While the Leech Warrior and the Living Doll thrive when receiving damage, but have little to no direct offensive capabilities, the third and final ally in Jessa’s tribe, the Blood Archer is among the strongest fighting units currently in the game, were it not for his high cost. His Battle Advantage ability allows him to snipe enemy units and makes him a good tool to clear the board and feed Jessa’s Screams of the Departed, or to keep enemy attackers at bay. When needs arise, you could increase his attack value to 5 and punch hard at the enemy Phoenixborn, but this makes the Blood Archer extremely vulnerable to 1-damage effects like Nature dice or the Enchanted Violinist‘s Song of Sorrow.
Combine this with the Archer’s high cost of 4 total dice and the potential 3 damage you’d take when recovering it from your discard pile through the use of a Ceremonial dice power, and you’ll understand why you’d want to keep this ally in play as much as possible. This deck has tools to achieve such a task in the form of Blood Transfer and Undying Heart, but don’t be afraid to step in with your Phoenixborn to protect him from an attack either, and never forget the usefulness of the +1 bonus to Attack and Life granted by the Charm dice power.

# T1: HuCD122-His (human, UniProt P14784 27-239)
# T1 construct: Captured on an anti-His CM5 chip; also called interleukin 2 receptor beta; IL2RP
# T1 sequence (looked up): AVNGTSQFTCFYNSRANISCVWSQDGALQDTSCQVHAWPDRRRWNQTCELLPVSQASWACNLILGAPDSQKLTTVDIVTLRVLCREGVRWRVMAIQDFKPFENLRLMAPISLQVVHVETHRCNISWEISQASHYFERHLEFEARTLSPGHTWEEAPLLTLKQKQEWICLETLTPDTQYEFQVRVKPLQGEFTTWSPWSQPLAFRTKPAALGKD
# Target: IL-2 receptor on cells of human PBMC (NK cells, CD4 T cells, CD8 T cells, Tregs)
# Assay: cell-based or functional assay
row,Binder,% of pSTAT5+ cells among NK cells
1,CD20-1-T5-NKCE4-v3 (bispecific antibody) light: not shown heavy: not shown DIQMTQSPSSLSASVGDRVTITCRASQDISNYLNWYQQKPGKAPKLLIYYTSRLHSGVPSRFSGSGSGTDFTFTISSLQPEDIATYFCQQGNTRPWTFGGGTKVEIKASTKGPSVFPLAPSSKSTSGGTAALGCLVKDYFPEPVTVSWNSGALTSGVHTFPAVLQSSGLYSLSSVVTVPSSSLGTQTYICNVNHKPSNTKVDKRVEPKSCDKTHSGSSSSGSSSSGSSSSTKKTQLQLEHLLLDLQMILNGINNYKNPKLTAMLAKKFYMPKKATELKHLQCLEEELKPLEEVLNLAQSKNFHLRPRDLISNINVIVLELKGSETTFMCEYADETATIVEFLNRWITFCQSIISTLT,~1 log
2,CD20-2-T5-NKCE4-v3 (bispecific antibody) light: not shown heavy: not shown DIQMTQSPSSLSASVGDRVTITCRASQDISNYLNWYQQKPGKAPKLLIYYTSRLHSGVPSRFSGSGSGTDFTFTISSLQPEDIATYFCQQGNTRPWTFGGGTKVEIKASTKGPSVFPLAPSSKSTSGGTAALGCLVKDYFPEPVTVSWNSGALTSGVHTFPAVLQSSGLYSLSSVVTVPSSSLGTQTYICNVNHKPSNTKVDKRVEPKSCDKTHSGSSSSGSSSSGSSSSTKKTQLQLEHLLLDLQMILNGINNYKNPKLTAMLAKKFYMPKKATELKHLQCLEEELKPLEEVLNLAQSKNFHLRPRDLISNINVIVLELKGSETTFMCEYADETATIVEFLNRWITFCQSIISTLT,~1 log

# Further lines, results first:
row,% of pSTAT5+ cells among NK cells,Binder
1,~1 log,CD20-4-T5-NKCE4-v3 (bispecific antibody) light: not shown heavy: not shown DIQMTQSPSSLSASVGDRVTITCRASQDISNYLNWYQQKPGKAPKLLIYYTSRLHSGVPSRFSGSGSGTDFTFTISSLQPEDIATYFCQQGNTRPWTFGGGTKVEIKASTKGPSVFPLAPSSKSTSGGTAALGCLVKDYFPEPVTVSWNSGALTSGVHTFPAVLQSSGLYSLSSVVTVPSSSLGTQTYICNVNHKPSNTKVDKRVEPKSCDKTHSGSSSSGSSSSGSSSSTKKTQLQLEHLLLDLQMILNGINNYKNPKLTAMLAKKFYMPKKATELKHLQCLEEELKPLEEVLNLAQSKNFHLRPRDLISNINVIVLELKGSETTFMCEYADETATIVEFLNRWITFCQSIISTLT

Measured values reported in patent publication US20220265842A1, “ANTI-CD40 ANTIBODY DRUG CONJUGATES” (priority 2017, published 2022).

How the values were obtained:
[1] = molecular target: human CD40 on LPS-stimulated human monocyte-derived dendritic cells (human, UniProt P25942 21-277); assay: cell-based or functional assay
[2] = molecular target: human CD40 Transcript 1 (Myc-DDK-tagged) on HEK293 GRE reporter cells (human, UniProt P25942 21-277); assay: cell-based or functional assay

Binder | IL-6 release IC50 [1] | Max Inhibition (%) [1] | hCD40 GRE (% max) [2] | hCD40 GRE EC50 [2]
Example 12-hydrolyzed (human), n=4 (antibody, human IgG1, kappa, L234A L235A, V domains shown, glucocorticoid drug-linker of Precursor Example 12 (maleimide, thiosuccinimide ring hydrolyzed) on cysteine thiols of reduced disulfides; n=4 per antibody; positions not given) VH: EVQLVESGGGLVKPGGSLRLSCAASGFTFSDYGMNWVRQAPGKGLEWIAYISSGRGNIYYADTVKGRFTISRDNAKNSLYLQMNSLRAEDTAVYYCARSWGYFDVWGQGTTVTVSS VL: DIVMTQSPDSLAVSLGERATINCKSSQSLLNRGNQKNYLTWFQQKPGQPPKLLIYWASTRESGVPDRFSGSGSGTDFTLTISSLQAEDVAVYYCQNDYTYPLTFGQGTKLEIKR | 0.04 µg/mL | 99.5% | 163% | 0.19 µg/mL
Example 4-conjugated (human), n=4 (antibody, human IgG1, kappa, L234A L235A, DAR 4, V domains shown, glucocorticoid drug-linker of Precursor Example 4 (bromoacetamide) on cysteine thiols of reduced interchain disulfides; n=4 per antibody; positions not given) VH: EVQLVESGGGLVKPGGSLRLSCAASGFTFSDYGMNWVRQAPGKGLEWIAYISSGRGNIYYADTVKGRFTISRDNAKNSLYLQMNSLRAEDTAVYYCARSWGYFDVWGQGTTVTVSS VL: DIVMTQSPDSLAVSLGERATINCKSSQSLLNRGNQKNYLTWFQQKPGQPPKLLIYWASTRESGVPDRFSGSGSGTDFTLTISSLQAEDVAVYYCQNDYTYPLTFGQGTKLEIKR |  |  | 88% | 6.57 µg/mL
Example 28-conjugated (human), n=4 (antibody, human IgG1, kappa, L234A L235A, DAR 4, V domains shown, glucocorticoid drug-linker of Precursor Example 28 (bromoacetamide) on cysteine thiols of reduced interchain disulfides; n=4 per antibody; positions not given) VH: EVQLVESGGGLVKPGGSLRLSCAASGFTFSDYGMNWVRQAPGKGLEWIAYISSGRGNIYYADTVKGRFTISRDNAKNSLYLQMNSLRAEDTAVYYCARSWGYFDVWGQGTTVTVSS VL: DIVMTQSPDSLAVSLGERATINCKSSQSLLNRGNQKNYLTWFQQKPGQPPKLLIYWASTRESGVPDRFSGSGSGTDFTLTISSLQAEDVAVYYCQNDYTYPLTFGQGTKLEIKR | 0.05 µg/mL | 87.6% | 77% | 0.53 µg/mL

As you might have noticed by now, Jessa definitely prefers her allies to shield her and take damage in her stead, triggering nasty stuff like Shadow Drain or Pain Link as a result. Her reaction spells further enhance this attitude by providing other ways to exploit her units’ sacrifices.